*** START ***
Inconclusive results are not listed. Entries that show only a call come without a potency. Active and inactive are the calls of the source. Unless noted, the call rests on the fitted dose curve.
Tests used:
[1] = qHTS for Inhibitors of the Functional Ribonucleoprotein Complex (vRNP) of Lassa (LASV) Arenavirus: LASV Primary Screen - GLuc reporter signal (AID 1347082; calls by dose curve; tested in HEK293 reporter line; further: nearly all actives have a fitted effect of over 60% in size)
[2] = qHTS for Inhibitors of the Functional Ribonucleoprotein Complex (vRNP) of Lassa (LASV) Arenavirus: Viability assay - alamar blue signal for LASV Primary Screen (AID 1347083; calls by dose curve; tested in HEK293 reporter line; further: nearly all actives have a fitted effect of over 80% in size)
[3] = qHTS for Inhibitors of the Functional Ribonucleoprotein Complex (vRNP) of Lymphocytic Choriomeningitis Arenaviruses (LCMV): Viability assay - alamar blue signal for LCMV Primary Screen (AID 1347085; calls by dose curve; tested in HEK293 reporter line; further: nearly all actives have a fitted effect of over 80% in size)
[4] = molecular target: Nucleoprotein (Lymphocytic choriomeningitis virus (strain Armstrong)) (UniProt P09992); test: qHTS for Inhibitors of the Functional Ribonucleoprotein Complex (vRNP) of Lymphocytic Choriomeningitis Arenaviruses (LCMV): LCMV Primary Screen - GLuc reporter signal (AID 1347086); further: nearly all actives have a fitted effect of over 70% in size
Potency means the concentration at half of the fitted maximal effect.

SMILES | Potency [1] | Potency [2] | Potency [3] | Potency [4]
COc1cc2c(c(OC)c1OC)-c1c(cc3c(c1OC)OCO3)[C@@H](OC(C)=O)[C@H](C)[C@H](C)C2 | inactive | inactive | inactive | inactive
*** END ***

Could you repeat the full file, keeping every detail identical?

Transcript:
Inconclusive results are not listed. Entries that show only a call come without a potency. Active and inactive are the calls of the source. Unless noted, the call rests on the fitted dose curve.
Tests used:
[1] = qHTS for Inhibitors of the Functional Ribonucleoprotein Complex (vRNP) of Lassa (LASV) Arenavirus: LASV Primary Screen - GLuc reporter signal (AID 1347082; calls by dose curve; tested in HEK293 reporter line; further: nearly all actives have a fitted effect of over 60% in size)
[2] = qHTS for Inhibitors of the Functional Ribonucleoprotein Complex (vRNP) of Lassa (LASV) Arenavirus: Viability assay - alamar blue signal for LASV Primary Screen (AID 1347083; calls by dose curve; tested in HEK293 reporter line; further: nearly all actives have a fitted effect of over 80% in size)
[3] = qHTS for Inhibitors of the Functional Ribonucleoprotein Complex (vRNP) of Lymphocytic Choriomeningitis Arenaviruses (LCMV): Viability assay - alamar blue signal for LCMV Primary Screen (AID 1347085; calls by dose curve; tested in HEK293 reporter line; further: nearly all actives have a fitted effect of over 80% in size)
[4] = molecular target: Nucleoprotein (Lymphocytic choriomeningitis virus (strain Armstrong)) (UniProt P09992); test: qHTS for Inhibitors of the Functional Ribonucleoprotein Complex (vRNP) of Lymphocytic Choriomeningitis Arenaviruses (LCMV): LCMV Primary Screen - GLuc reporter signal (AID 1347086); further: nearly all actives have a fitted effect of over 70% in size
Potency means the concentration at half of the fitted maximal effect.

SMILES | Potency [1] | Potency [2] | Potency [3] | Potency [4]
COc1cc2c(c(OC)c1OC)-c1c(cc3c(c1OC)OCO3)[C@@H](OC(C)=O)[C@H](C)[C@H](C)C2 | inactive | inactive | inactive | inactive